My car acts like it’s flooded...but I’ve made the obvious fixes
I have a 1968 Mustang with a 289 V-8 and a Motorcraft 2-barrel carburetor. It appears to be a later model 2150 carburetor rather than the original type model 2100, but they are similar.
My problem occurs when trying to restart the car hot after it has been sitting for a while. In these circumstances it acts as though it’s flooded.
Having had similar issues with another car I verified that after stopping the engine hot, fuel continued to leak into the carburetor throat.
I rebuilt the carburetor with a new float, needle, and seat, setting the dry float level and verifying the proper wet fuel level in the bowl with the car running at idle. I set the pump rod stroke and bowl vent adjustments per specification and verified the bowl vent is open with the throttle closed.
The carburetor still lets fuel in after stopping the engine when it’s hot. It seems to take a few minutes of soaking up engine heat after stopping and then fuel almost gushes into the throat until it seems the pressure is relieved or until it runs out of fuel to leak.
Common causes of the problem you are experiencing include an incorrectly adjusted float, clogged bowl vent, or something that prevents the needle from fully engaging and sealing against its seat, such as a bent needle or contamination on the seat.
You seem to have eliminated these possible causes so I suggest next looking at anything that may contribute to heating up the fuel in the carburetor or fuel line. If the fuel gets hot enough it will expand and build up pressure that is sufficient to move the needle off its seat and cause fuel to run into the engine and flood it.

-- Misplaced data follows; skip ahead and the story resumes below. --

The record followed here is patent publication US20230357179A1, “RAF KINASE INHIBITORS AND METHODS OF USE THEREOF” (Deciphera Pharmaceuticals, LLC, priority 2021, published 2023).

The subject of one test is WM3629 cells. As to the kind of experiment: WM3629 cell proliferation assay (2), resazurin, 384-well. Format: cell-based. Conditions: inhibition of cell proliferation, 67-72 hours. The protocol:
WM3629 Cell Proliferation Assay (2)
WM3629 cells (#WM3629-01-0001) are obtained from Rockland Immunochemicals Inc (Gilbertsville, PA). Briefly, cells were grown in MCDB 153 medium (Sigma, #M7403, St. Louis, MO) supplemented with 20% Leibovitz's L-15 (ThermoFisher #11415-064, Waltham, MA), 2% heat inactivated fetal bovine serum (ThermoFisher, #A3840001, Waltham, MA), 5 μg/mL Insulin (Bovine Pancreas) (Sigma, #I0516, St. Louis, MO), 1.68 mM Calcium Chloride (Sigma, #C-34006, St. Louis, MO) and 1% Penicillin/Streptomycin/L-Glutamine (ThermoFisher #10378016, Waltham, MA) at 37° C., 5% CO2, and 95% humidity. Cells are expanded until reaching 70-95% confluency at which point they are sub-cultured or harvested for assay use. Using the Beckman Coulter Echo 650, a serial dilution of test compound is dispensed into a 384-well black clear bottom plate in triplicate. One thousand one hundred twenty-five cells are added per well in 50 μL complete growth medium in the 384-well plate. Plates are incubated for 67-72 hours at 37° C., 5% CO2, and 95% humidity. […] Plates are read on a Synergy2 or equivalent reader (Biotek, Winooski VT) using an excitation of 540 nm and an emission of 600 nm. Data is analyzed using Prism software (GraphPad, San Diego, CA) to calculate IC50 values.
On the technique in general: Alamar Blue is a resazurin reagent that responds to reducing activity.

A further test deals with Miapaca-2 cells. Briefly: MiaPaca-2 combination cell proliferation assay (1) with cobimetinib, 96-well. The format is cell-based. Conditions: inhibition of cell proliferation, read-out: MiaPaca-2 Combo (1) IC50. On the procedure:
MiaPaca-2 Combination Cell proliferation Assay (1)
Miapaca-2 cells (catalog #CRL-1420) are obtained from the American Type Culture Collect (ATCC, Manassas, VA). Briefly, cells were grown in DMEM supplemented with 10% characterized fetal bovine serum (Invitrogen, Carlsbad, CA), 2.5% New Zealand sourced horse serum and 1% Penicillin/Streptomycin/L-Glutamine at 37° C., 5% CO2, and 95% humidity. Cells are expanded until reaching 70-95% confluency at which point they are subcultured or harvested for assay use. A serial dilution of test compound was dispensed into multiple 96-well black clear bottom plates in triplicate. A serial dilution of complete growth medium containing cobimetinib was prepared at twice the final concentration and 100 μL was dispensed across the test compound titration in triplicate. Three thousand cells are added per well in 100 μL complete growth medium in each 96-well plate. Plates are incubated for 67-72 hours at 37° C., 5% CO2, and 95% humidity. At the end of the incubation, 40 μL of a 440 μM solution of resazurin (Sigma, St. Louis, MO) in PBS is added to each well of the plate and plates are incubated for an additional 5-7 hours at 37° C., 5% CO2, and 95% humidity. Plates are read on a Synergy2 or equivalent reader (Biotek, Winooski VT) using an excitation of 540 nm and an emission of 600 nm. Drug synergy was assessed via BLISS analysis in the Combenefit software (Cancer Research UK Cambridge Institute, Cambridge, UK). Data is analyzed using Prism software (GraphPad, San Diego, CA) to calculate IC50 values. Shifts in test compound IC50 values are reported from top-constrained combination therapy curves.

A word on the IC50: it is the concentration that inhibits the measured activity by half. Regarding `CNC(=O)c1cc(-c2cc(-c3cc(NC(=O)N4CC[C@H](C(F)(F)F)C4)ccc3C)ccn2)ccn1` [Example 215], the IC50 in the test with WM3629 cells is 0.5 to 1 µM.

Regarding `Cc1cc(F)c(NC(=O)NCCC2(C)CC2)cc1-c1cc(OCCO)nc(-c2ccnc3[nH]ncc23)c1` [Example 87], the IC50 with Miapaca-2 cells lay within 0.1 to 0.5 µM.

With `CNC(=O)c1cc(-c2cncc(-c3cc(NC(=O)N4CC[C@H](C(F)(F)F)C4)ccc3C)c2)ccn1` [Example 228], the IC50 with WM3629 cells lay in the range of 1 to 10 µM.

Assuming your engine is equipped with one or both, if the heat riser tube that runs from the exhaust manifold to the air cleaner or the heat riser valve between the engine pipe and exhaust manifold is stuck open it will add unwanted heat to the fuel system. Carbon deposits stuck to the underside of the intake manifold also can help heat up the carburetor.
Is the fuel line running to the fuel pump or between the pump and carburetor against or very close to an exhaust manifold, the water pump, a radiator hose, or some other source of intense heat? Is the fuel line running from the tank to the pump touching or close to part of the exhaust system?
You can try adding a heat insulator between the carburetor and intake manifold if the car doesn’t already have one. You also can wrap the fuel lines with insulation designed for that purpose. Such insulation is readily available from some auto parts stores and many speed shops and race parts suppliers.
Another thing to take into consideration is the engine’s typical operating temperature. If the engine is operating much hotter than it should then, of course, the fuel in the lines and carburetor will be that much closer to its boiling point. Check the engine operating temperature and if it’s too hot figure out why and do what’s necessary to bring it into a normal temperature range.